When , it follows thatwhere
Theorem 1. If there exist constants ; vectors , , , , , , , and ; and vectors , , , and such thathold for , then under the event-triggered asynchronous filter equation (6) withand the switching law satisfiesThe filter error system equation (8) is positive and asymptotically stable, where , , denotes the total time length of synchronous, and denotes the total time length of asynchronous of the switched systems. Moreover, all states starting from will remain inside the cone set , where for .
Proof. First, consider the positivity of the error system equation (8). For and , it gives by equation (5). Then, we deduce that . By equations (11) and (13), we havefor , whereFor , whereBy equations (15a) and (15e), we haveUsing equation (16) gives . Thus, and , which implies that . Similarly, we can also obtain . By equations (15b) and (15f), we get that and . It is easy to know that , , and are Metzler matrices. Due to and , by Lemma 1. Using recursive derivation gives , that is to say, the error system equation (8) is positive. Therefore, it holds thatNext, consider the stability of the system equation (8). Choose piecewise multiple Lyapunov functions:where and . By equation (23), we havefor , wherefor , whereThen,Moreover, we haveUsing equations (15i) and (15j) and , it yieldsBy equations (15c), (15d), (15g), and (15h), it holds that .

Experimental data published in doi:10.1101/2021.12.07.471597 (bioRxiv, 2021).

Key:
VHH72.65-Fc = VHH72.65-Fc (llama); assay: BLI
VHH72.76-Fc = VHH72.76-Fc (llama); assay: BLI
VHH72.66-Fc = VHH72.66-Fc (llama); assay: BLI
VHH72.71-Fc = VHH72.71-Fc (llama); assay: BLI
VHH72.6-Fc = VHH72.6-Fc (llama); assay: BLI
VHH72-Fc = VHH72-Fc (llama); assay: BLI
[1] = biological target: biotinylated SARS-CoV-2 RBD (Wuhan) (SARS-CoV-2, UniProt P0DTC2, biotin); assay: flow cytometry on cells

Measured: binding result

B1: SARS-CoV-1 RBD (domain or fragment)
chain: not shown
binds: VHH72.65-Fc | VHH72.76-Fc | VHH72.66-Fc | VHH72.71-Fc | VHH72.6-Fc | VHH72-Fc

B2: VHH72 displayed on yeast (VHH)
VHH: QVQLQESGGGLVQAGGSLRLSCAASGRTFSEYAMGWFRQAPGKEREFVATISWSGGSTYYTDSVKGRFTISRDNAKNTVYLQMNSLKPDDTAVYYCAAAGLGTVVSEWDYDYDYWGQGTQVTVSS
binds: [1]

Thus,Together with equations (15j) and (15k), it yieldsFor , we getwhere . Then, we haveFrom equation (17a), we can getFurthermore, it follows that . By Definition 2 and equation (17b), it givesThen,where and are the minimal and maximal elements of . Therefore, the filter error system equation (8) is stable with equations (17a) and (17b).
Finally, we provide the invariance of the state. Given any initial conditions satisfying , that is, . By equation (38), . So, . Given , we have , where is the th row of . By , , and equation (15l), it follows that , which leads to . Then, .